Show Reviews

    Buckethead at the MET-April 11th, 2018


    BUCKETHEAD April 11, 2018 The MET Pawtucket, RI
    Story and photos by JD Cohen

    Feeling the Flow in the Wonderful World of Buckethead 

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    Brian Patrick Carroll, known professionally as Buckethead is one of the most enigmatic performers in in rock history. Since 1988 when Carroll first made his appearance he has rarely been seen without a Friday the 13th Michael Myers-like white mask and a Kentucky Fried Chicken bucket on his head. In addition to being one of the most odd and mysterious artist on the rock scene for some 30 years , Buckethead also happens to be one of the most creative, prolific and gifted guitar players in the history of the instrument. Buckethead was voted number 8 on a list in GuitarOne magazine of the “Top 10 Fastest Guitar Shredders of All Time” and has released over 300 studio albums and performed on more than 50 other albums by other artists. He has performed with countless musicians including a stint with Guns N’ Roses from 2000 to 2004. These days you will find him on tour performing solo to a backing track of his own creation.


    Full Gallery of photos by JD Cohen here.

    Last Wednesday night April 11 Buckethead played to a packed house at the MET in Pawtucket Rhode Island. On a strikingly sparse stage with only two amplifiers, a single guitar and a few peddles and effects, Buckethead ran through a variety of material that included stunningly beautiful guitar compositions, heavy metal guitar riffs, high-speed shredding and a country hoe down (“Hog Bitch Stomp”). The theme from Star Wars, Charlie and the Chocolate Factory and It’s a Small World were also thrown in for good measure. Throughout the musical onslaught Buckethead’s mastery of the guitar was on full display. The MET only holds a few hundred people and has a small stage allowing fans to get very close during the performance.

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    The intimacy of the room only made the exhibition that much more impressive. Buckethead is tall and athletic, and on this tour he has been dressing in his familiar Michael Jordan jersey, black sweat pants and size 13 Converse Chuck Taylor sneakers.  He has tremendous hands and his fingers move up and down the fretboard with lightning speed. But his playing is also extremely economical with very little wasted movements or gestures. Equally remarkable to Buckethead’s technique is his extraordinary guitar tone. The sounds coming from his guitar are incredibly clean and vibrant even when he is shredding some primeval noise. The backing tracks add a surprising fullness to the performance that wholly complement his guitar work in a way that is hard to imagine a live band being able to reproduce. On a dark empty stage the audience is transfixed only on the musician and his guitar for nearly two hours. Aside from a quick set break, the only pause in the furious show of talent comes when Buckethead allows fans to participate.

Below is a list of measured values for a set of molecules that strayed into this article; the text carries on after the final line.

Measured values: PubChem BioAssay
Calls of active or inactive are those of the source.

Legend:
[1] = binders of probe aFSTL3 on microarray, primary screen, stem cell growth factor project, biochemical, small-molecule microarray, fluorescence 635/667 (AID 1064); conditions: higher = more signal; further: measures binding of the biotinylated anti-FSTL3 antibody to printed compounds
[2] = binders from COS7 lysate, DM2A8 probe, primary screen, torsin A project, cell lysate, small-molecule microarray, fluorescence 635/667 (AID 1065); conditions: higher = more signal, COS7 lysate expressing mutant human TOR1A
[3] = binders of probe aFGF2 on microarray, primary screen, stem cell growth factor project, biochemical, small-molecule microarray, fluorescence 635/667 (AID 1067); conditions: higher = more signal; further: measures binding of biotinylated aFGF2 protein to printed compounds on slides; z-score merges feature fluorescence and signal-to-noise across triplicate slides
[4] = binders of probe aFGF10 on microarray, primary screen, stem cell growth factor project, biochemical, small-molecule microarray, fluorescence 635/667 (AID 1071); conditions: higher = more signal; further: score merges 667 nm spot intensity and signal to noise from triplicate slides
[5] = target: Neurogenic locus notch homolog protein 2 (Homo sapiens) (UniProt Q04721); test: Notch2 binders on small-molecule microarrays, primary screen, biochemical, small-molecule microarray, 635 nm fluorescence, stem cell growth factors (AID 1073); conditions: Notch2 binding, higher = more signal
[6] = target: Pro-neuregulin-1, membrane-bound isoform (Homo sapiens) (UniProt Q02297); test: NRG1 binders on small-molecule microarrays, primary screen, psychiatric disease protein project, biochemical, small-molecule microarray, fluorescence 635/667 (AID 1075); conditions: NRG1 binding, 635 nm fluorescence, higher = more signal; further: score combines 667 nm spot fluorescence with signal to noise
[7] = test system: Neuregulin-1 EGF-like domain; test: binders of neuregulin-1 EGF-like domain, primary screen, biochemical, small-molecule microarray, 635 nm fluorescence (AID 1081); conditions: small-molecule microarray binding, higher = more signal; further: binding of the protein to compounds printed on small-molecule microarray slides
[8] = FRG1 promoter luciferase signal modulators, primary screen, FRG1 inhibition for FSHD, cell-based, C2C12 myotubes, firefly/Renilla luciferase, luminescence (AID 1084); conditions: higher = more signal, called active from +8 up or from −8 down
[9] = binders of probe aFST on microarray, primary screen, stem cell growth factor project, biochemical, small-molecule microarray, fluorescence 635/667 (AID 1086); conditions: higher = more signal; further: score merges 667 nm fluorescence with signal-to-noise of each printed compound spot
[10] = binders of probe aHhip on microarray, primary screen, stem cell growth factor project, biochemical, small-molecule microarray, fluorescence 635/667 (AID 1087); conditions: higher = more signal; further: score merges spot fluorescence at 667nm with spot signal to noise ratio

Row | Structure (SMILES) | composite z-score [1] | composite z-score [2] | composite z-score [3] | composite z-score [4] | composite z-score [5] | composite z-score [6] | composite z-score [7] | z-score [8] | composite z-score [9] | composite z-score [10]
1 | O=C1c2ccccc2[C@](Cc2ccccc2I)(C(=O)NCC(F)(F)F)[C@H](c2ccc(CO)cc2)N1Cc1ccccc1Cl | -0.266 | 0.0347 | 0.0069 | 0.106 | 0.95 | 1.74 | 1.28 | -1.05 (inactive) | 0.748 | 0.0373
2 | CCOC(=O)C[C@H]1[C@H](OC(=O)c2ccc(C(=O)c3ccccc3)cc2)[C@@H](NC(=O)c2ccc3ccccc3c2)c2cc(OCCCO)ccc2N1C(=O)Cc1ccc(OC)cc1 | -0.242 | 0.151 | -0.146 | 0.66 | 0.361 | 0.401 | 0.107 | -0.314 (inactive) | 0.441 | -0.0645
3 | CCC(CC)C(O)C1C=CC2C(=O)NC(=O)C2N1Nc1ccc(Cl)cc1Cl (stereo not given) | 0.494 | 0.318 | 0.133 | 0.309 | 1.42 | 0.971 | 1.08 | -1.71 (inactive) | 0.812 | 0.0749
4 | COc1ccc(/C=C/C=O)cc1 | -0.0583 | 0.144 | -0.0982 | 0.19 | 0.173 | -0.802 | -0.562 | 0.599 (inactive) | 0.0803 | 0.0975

From the video channel of Fan Attic:

    Passing his guitar around Buckethead allows fans to take turns hitting the kill switch button on his signature white Gibson Les Paul. Fans tap the rhythm while Buckethead hammers out the notes on the neck of the guitar.

    A second break comes when Buckethead reaches for a large bag of toys that he hands out to the audience, periodically also taking gifts that fans have brought with them. The gift-giving doesn’t stop until every toy is handed out one by one like Santa Claus on Christmas. There is also a short demonstration of Buckethead’s nunchuck skills, which are impressive but a somewhat random interlude. Somehow it all works as if in addition to a rock show you’re being treated to an intimate look into the private fantasy world Buckethead has created for himself and invited you to join. There is definitely a touch of Pee Wee’s Playhouse to a Buckethead concert and all the serious virtuosity is presented in a very playful and good-humored fashion. But behind the mask is clearly an intense, sensitive and complicated man.

    In a rare interview on the Coming Alive Podcast from 2017  Carroll talks openly about performing, his struggles with anxiety, stage fright and the origins of his costume. The mask he wears allows him to see little of the audience and insulates him from the outside world. Performing in costume also allows him greater freedom offstage. Since few people know what he looks like he is free from many of the constraints and challenges faced by other rock starts and celebrities. 

    During the interview Carroll also revealed some major life challenges-including the death of his parents, a back injury, and a serious heart condition. He has used all these difficulties as a vehicle to improve his playing and infuse his music with more feeling. Although Buckethead never directly addresses the audience during his concerts he communicates volumes. Without words Buckethead draws you into his animated funhouse world and it was especially palpable in the intimate setting at the MET. Without any verbal communication with the audience and with no way for them to read his facial expressions, Buckethead makes it abundantly clear he wants you to come along with him on his trip, to be part of his flow. It’s all about the flow and Buckethead was deep in it Wednesday night at the MET.


    Full Gallery of photos by JD Cohen here.

    Check out the Live Music News and Facebook page for updates and announcements.

    To submit an article an article or review, or to just say hello hit us at [email protected]